The steady expansion of China’s factory and service activities in April confirmed sustained momentum in the wider economy.
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The purchasing managers’ index (PMI) for China’s manufacturing sector held steady at 50.1 in this month, the National Bureau of Statistics (NBS) said Tuesday. A reading above 50 indicates expansion, while below reflects contraction.
Although slightly down from 50.5 of a month ago, the PMI was still the second highest since November and stayed above the boom-bust line for two consecutive months, NBS senior statistician Zhao Qinghe said.
Wen Tao, an analyst with the China Logistics Information Center, said the mild retreat was a normal adjustment from the holiday influence and positive signs had emerged in external demand and market prices.
In breakdown, the sub-indices for production and new orders came in at 52.1 and 51.4 respectively, both showing robust momentum. Sub-indices for exports and imports gained for two straight months.
High-tech manufacturing led the stable trend. The PMI of high-tech manufacturers was on a gaining streak for a fourth straight month in April, standing at 52.9, far above the overall level, and they also saw the best improvement in new orders in 10 months.
“Businesses reported better profit margins, in particular the ferrous metal processing industry,” Zhao said. “The performances of small enterprises also improved as recent targeted tax cuts and other policy support began to take effect.”
The NBS also said on Tuesday the service activity eased pace but maintained steady expansion in April as the non-manufacturing PMI came in at 54.3, down from 54.8 in March.
China is trying to shift its economy toward a growth model that draws strength from consumption, services and innovation. The tertiary industry accounted for 57.3 percent of GDP in the first quarter, up 0.6 percentage points from a year ago.
The market rallied on encouraging data. The benchmark Shanghai Composite Index rebounded 0.52 percent to 3,078.34 points, ending a three-day losing streak.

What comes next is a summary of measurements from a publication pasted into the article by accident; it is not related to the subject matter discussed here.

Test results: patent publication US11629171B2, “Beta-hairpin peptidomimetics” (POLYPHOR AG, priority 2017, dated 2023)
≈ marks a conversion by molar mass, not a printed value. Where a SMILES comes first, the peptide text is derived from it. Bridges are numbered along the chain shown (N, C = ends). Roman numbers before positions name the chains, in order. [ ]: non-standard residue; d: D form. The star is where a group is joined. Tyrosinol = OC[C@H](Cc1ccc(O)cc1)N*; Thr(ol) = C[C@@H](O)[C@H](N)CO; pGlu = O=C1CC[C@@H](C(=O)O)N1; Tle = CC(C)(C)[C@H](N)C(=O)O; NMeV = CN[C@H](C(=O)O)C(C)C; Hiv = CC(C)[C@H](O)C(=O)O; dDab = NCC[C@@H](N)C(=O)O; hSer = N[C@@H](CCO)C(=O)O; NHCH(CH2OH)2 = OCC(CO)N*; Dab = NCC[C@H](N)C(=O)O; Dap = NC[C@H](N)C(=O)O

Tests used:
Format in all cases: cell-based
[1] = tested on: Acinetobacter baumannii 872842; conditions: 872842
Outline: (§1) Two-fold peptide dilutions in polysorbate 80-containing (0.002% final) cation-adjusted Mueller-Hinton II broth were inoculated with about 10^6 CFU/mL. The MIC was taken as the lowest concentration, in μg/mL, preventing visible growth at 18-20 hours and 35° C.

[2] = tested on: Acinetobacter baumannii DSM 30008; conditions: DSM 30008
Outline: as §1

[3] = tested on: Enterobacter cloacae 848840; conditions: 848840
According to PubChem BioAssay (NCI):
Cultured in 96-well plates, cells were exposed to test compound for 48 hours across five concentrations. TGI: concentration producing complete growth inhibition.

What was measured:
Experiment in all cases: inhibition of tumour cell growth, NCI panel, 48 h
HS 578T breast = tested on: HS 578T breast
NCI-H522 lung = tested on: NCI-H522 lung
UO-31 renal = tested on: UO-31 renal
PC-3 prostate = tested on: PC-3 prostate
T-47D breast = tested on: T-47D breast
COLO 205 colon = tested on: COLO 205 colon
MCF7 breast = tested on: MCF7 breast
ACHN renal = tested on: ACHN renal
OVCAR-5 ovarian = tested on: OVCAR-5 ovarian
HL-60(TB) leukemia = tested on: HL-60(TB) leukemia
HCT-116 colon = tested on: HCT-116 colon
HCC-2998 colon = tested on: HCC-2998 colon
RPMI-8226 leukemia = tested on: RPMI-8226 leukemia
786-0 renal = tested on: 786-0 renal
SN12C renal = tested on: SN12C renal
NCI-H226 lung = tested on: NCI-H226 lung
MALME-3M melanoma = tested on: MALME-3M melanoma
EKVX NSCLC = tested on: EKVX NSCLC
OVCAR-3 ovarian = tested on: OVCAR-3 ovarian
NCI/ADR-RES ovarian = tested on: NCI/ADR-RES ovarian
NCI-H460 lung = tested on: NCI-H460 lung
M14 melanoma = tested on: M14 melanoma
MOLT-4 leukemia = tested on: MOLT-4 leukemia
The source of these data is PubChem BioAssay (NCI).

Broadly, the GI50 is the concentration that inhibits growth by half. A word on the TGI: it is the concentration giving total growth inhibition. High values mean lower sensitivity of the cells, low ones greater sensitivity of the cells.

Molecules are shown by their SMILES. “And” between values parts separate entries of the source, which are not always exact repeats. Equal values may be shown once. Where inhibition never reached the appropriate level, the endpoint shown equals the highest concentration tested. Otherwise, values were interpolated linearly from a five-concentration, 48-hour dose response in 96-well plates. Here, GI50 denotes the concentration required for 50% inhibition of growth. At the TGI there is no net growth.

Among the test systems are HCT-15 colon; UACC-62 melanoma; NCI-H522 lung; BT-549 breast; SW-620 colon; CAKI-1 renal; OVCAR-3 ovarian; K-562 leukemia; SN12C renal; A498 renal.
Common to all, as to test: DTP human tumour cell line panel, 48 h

The data came as new evidence of continued growth impetus, following a better-than-expected 6.4-percent GDP increase in the first three months, flat with expansion in the previous quarter.
In the face of lingering downward pressures, China has rolled out a raft of targeted pro-growth measures, with taxes cut for individuals and money-starved small firms, funds pumped to major projects to fix weak areas and restrictions eased for foreign investors.
The rosy start of the economy offered a solid footing for a steady second quarter, Wen said.
However, analysts said more should be done to reinforce the stable trend as Tuesday’s data also showed some weaknesses.
The employment sub-index for manufacturing PMI stayed below 48 for four months running and equipment manufacturing retreated mildly, Wen said, adding that the activity of large and medium-sized enterprises began to slow down.
“Final demand exports, lower-tier cities’ property markets, and passenger car sales are still facing strong headwinds, and this could be a drag on the PMI despite ongoing policy easing and stimulus,” Lu Ting, economist of Nomura International, said in a report.
Tuesday’s PMI is the earliest economic indicator for April, and a series of other data including consumer prices, foreign trade volume, industrial output, investment and retail sales will be released in the coming weeks. (China daily)